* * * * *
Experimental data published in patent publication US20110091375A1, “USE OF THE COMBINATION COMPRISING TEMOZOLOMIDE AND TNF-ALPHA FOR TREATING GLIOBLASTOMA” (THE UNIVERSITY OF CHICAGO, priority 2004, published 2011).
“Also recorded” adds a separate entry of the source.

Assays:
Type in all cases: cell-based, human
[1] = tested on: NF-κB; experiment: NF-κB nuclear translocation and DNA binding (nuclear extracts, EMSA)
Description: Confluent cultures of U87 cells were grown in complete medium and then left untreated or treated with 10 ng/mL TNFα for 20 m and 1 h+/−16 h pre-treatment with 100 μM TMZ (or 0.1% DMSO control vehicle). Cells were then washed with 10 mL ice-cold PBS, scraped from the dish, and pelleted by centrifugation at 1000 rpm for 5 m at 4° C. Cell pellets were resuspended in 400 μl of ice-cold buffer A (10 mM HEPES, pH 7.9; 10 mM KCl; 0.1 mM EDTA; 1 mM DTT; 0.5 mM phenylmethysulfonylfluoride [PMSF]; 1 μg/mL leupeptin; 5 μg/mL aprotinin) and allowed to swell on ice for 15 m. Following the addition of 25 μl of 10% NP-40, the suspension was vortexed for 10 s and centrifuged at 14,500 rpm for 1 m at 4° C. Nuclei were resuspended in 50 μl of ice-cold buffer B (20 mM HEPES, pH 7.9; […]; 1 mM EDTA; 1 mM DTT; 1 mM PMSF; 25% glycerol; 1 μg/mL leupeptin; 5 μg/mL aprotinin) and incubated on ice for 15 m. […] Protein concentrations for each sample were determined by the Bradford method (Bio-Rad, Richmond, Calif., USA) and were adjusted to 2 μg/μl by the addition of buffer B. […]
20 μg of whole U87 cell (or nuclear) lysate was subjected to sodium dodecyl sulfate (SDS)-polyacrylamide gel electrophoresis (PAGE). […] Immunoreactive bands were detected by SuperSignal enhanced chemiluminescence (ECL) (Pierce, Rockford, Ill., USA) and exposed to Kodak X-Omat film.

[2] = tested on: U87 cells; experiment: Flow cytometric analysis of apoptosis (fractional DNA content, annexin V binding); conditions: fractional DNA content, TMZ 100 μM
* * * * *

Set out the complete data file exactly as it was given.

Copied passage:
Experimental data published in patent publication US20110091375A1, “USE OF THE COMBINATION COMPRISING TEMOZOLOMIDE AND TNF-ALPHA FOR TREATING GLIOBLASTOMA” (THE UNIVERSITY OF CHICAGO, priority 2004, published 2011).
“Also recorded” adds a separate entry of the source.

Assays:
Type in all cases: cell-based, human
[1] = tested on: NF-κB; experiment: NF-κB nuclear translocation and DNA binding (nuclear extracts, EMSA)
Description: Confluent cultures of U87 cells were grown in complete medium and then left untreated or treated with 10 ng/mL TNFα for 20 m and 1 h+/−16 h pre-treatment with 100 μM TMZ (or 0.1% DMSO control vehicle). Cells were then washed with 10 mL ice-cold PBS, scraped from the dish, and pelleted by centrifugation at 1000 rpm for 5 m at 4° C. Cell pellets were resuspended in 400 μl of ice-cold buffer A (10 mM HEPES, pH 7.9; 10 mM KCl; 0.1 mM EDTA; 1 mM DTT; 0.5 mM phenylmethysulfonylfluoride [PMSF]; 1 μg/mL leupeptin; 5 μg/mL aprotinin) and allowed to swell on ice for 15 m. Following the addition of 25 μl of 10% NP-40, the suspension was vortexed for 10 s and centrifuged at 14,500 rpm for 1 m at 4° C. Nuclei were resuspended in 50 μl of ice-cold buffer B (20 mM HEPES, pH 7.9; […]; 1 mM EDTA; 1 mM DTT; 1 mM PMSF; 25% glycerol; 1 μg/mL leupeptin; 5 μg/mL aprotinin) and incubated on ice for 15 m. […] Protein concentrations for each sample were determined by the Bradford method (Bio-Rad, Richmond, Calif., USA) and were adjusted to 2 μg/μl by the addition of buffer B. […]
20 μg of whole U87 cell (or nuclear) lysate was subjected to sodium dodecyl sulfate (SDS)-polyacrylamide gel electrophoresis (PAGE). […] Immunoreactive bands were detected by SuperSignal enhanced chemiluminescence (ECL) (Pierce, Rockford, Ill., USA) and exposed to Kodak X-Omat film.

[2] = tested on: U87 cells; experiment: Flow cytometric analysis of apoptosis (fractional DNA content, annexin V binding); conditions: fractional DNA content, TMZ 100 μM